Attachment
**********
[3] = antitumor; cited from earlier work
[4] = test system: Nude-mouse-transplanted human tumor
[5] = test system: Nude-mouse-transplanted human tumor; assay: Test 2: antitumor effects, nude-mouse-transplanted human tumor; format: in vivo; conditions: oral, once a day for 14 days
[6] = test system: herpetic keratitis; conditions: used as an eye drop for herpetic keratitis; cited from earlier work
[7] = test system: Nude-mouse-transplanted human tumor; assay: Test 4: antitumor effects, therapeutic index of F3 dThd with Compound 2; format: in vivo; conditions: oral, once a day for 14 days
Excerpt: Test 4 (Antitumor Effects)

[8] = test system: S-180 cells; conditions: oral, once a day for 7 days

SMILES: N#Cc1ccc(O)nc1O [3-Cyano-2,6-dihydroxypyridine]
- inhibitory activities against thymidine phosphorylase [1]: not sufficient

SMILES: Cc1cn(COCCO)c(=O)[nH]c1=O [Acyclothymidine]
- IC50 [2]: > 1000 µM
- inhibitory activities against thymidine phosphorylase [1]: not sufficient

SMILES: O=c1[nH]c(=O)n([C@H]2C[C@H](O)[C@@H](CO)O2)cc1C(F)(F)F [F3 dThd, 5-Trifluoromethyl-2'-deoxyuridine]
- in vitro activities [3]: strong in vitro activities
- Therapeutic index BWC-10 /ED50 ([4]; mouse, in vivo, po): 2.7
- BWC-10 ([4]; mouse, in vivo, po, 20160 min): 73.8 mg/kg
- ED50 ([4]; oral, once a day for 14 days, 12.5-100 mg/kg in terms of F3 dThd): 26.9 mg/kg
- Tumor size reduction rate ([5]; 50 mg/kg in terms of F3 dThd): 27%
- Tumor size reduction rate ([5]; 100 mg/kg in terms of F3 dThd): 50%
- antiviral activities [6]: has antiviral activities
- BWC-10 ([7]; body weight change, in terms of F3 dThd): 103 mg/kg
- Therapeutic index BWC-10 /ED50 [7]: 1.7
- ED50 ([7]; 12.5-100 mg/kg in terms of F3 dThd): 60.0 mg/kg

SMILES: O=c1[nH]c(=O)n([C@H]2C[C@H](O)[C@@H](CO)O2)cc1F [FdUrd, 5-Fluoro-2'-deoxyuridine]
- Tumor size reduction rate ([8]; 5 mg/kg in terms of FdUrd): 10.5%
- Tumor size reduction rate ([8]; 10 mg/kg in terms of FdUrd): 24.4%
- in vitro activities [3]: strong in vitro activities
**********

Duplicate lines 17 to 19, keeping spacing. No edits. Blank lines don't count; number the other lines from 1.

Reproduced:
- ED50 ([4]; oral, once a day for 14 days, 12.5-100 mg/kg in terms of F3 dThd): 26.9 mg/kg
- Tumor size reduction rate ([5]; 50 mg/kg in terms of F3 dThd): 27%
- Tumor size reduction rate ([5]; 100 mg/kg in terms of F3 dThd): 50%